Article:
Onion Global (OG) has been one of the worst tech IPOs of 2021. The Chinese e-commerce company went public at $7.25 per share in early May, closed at $7 on the first day, and is now only worth about $3.80.

Investors' turn from growth to value stocks amid inflation fears and a focus on reopening plays this year, regulatory headwinds for Chinese stocks in both China and the U.S., and the previous failures of other small Chinese e-commerce companies all cast a dark cloud over Onion's IPO. A disappointing earnings report earlier this month exacerbated that pressure.

But at its current market cap of a meager $340 million, Onion trades at less than one times last year's sales. Are investors too skeptical about Onion's prospects, or should they continue to avoid this busted IPO?

Young professional stands outside in the evening and looks down at their phone.

Image source: Getty Images

What does Onion do?

Onion dubs itself a "next-generation lifestyle brand platform that incubates, markets and distributes the world's fresh, fashionable and future brands to young people in China and across Asia." Onion's online platform hosted over 4,000 brands as of the end of 2020. It directly works with 86 brand partners and sells 21 private-label brands. It relies on an army of over half a million active social media influencers -- which it calls KOCs (key opinion consumers) -- to draw shoppers to its platform.

It operates two first-party marketplaces: O'Mall and CosyFans. O'Mall, which generates most of its revenue, sells lifestyle products and household goods. It's available as both a stand-alone app and a Mini Program within Tencent's WeChat -- China's largest mobile messaging platform with 1.24 billion monthly active users. The platform is heavily integrated with KOC-submitted videos, and it encourages users to become KOCs themselves to earn incentives through product recommendations.

CosyFans, which was initially launched in Malaysia, is a smaller platform that sells products from Onion's brand partners, third-party suppliers, and private label brands outside of China. Onion also sells some of its inventories to third-party retailers, and it opened two brick-and-mortar stores -- one in China and another in Japan -- last year.

How fast is Onion growing?

Onion's revenue rose 34% to 3.81 billion yuan ($584 million) in 2020, and its total number of orders increased 53% to 15.8 million. Its net income more than doubled to 208 million yuan ($32 million), thanks to its ongoing reduction of fulfillment expenses over the past two years.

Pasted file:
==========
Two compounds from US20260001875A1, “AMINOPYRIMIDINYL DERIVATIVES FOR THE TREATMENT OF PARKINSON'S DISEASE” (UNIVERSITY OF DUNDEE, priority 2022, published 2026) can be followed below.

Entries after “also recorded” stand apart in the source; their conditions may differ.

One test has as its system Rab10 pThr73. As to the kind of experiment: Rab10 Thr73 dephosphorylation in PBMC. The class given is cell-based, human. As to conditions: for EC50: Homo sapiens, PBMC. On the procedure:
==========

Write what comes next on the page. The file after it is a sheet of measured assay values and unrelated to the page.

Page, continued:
But in the first quarter of 2021, Onion's revenue declined 6% year over year to 668.9 million ($102 million) as its net income tumbled 84% to 8.9 million yuan ($1.4 million).

It attributed those declines to three main challenges. First, it sold fewer cleaning products after the pandemic ended in China. Second, it struggled to sell more household essentials because consumers stockpiled too many of those products in the earlier days of the pandemic. Lastly, its cross-border sales fell as Chinese shoppers traveled overseas again to make "surrogate purchases" for domestic buyers who were willing to pay markups. Travel-related disruptions to that practice during the pandemic had generated tailwinds for Onion's cross-border business.

The company didn't offer any guidance for the rest of the year, but those headwinds will likely persist over the next few quarters.

Onion's problems are easy to see

As we peel away the layers of Onion's business, we'll spot some significant problems. Onion is much smaller than Alibaba (BABA 0.19%) and JD.com (JD -1.35%), the two largest e-commerce companies in China, but it's already growing at a much slower rate.

Analysts expect Alibaba's revenue to rise 31% this year, and for JD's revenue to grow 27%. Neither company cited similar challenges as Onion in their latest quarters.

Alibaba's marketplaces and JD also fulfill most of their domestic deliveries within 24 hours. It still takes Onion one to four days to fulfill its domestic orders, and about ten days for overseas orders.

Onion's KOC platform resembles a multi-level marketing scheme. Instead of recruiting social media celebrities, it encourages each shopper to become a KOC and earn a cut of each sale they promote by buying an invitation from a higher-ranked KOC called an O'Partner.

KOCs can become O'Partners after gaining enough followers, submitting an application, then paying a whopping one-time fee of 12,000 yuan ($1,856). Each O'Partner can then invite up to 40 other people to become KOCs, collect their invitation fees, then pay additional fees to gain more invitations.

Onion claims these KOCs drive its growth, but its average GMV per KOC on O'Mall fell 15% in 2020. Furthermore, only 75% of its KOCs were active during the year -- down from 78% in 2019 and 82% in 2018.

Those lower engagement rates, along with Onion's abrupt slowdown in the first quarter, indicate its business won't last much longer in China's cutthroat e-commerce market. Going public right before it posted those ugly numbers suggests it simply wanted to make a quick buck with its IPO.

Buy Alibaba or JD instead

There's little reason to buy Onion when Alibaba and JD are both profitable, have brighter growth prospects, and trade at reasonable valuations. Like Onion, JD trades at about one times this year's sales -- but it can be more accurately valued with its forward P/E ratio of about 50.

I think Onion is more likely to suffer the same fate as Secoo, Mogu, and other forgotten Chinese e-commerce underdogs which never recovered from their broken IPOs -- instead of outperforming the market leaders over the long haul.